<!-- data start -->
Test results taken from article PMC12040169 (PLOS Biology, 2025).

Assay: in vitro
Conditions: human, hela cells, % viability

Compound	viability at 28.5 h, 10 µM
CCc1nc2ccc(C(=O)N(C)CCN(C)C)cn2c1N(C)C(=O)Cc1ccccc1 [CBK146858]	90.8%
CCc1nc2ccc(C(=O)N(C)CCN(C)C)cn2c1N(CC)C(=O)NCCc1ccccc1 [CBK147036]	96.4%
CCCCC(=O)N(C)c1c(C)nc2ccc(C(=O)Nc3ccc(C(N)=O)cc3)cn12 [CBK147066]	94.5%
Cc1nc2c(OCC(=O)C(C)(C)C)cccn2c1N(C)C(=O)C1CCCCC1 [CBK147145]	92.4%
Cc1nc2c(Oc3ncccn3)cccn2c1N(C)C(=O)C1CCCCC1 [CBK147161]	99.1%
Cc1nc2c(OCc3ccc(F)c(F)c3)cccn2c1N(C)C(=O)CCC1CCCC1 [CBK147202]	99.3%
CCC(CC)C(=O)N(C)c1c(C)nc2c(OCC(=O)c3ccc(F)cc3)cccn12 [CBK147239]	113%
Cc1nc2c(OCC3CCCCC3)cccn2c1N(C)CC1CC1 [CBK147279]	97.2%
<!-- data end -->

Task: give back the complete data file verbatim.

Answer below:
Test results taken from article PMC12040169 (PLOS Biology, 2025).

Assay: in vitro
Conditions: human, hela cells, % viability

Compound	viability at 28.5 h, 10 µM
CCc1nc2ccc(C(=O)N(C)CCN(C)C)cn2c1N(C)C(=O)Cc1ccccc1 [CBK146858]	90.8%
CCc1nc2ccc(C(=O)N(C)CCN(C)C)cn2c1N(CC)C(=O)NCCc1ccccc1 [CBK147036]	96.4%
CCCCC(=O)N(C)c1c(C)nc2ccc(C(=O)Nc3ccc(C(N)=O)cc3)cn12 [CBK147066]	94.5%
Cc1nc2c(OCC(=O)C(C)(C)C)cccn2c1N(C)C(=O)C1CCCCC1 [CBK147145]	92.4%
Cc1nc2c(Oc3ncccn3)cccn2c1N(C)C(=O)C1CCCCC1 [CBK147161]	99.1%
Cc1nc2c(OCc3ccc(F)c(F)c3)cccn2c1N(C)C(=O)CCC1CCCC1 [CBK147202]	99.3%
CCC(CC)C(=O)N(C)c1c(C)nc2c(OCC(=O)c3ccc(F)cc3)cccn12 [CBK147239]	113%
Cc1nc2c(OCC3CCCCC3)cccn2c1N(C)CC1CC1 [CBK147279]	97.2%